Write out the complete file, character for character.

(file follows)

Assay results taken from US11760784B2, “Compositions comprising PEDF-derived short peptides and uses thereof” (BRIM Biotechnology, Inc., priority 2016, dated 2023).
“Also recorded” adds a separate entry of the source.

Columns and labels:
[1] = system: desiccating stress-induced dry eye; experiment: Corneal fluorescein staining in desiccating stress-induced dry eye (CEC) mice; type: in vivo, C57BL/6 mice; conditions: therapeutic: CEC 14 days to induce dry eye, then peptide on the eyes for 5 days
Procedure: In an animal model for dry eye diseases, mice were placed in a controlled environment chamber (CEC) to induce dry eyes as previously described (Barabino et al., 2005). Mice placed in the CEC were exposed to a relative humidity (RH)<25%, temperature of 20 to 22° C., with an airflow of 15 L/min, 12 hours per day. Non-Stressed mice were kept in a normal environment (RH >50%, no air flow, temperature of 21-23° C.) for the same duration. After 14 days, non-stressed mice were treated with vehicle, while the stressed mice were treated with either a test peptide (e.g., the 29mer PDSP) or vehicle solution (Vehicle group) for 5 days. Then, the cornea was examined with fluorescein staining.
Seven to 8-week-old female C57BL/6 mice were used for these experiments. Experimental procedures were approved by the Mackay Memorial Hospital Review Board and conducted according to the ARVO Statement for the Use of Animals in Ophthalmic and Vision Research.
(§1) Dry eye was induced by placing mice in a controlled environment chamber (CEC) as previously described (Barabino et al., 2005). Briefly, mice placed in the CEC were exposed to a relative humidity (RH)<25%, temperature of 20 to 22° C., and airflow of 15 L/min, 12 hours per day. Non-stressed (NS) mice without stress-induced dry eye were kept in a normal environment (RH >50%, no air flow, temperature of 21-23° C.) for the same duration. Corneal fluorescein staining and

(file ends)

Assay results taken from US11760784B2, “Compositions comprising PEDF-derived short peptides and uses thereof” (BRIM Biotechnology, Inc., priority 2016, dated 2023).
“Also recorded” adds a separate entry of the source.

Columns and labels:
[1] = system: desiccating stress-induced dry eye; experiment: Corneal fluorescein staining in desiccating stress-induced dry eye (CEC) mice; type: in vivo, C57BL/6 mice; conditions: therapeutic: CEC 14 days to induce dry eye, then peptide on the eyes for 5 days
Procedure: In an animal model for dry eye diseases, mice were placed in a controlled environment chamber (CEC) to induce dry eyes as previously described (Barabino et al., 2005). Mice placed in the CEC were exposed to a relative humidity (RH)<25%, temperature of 20 to 22° C., with an airflow of 15 L/min, 12 hours per day. Non-Stressed mice were kept in a normal environment (RH >50%, no air flow, temperature of 21-23° C.) for the same duration. After 14 days, non-stressed mice were treated with vehicle, while the stressed mice were treated with either a test peptide (e.g., the 29mer PDSP) or vehicle solution (Vehicle group) for 5 days. Then, the cornea was examined with fluorescein staining.
Seven to 8-week-old female C57BL/6 mice were used for these experiments. Experimental procedures were approved by the Mackay Memorial Hospital Review Board and conducted according to the ARVO Statement for the Use of Animals in Ophthalmic and Vision Research.
(§1) Dry eye was induced by placing mice in a controlled environment chamber (CEC) as previously described (Barabino et al., 2005). Briefly, mice placed in the CEC were exposed to a relative humidity (RH)<25%, temperature of 20 to 22° C., and airflow of 15 L/min, 12 hours per day. Non-stressed (NS) mice without stress-induced dry eye were kept in a normal environment (RH >50%, no air flow, temperature of 21-23° C.) for the same duration. Corneal fluorescein staining and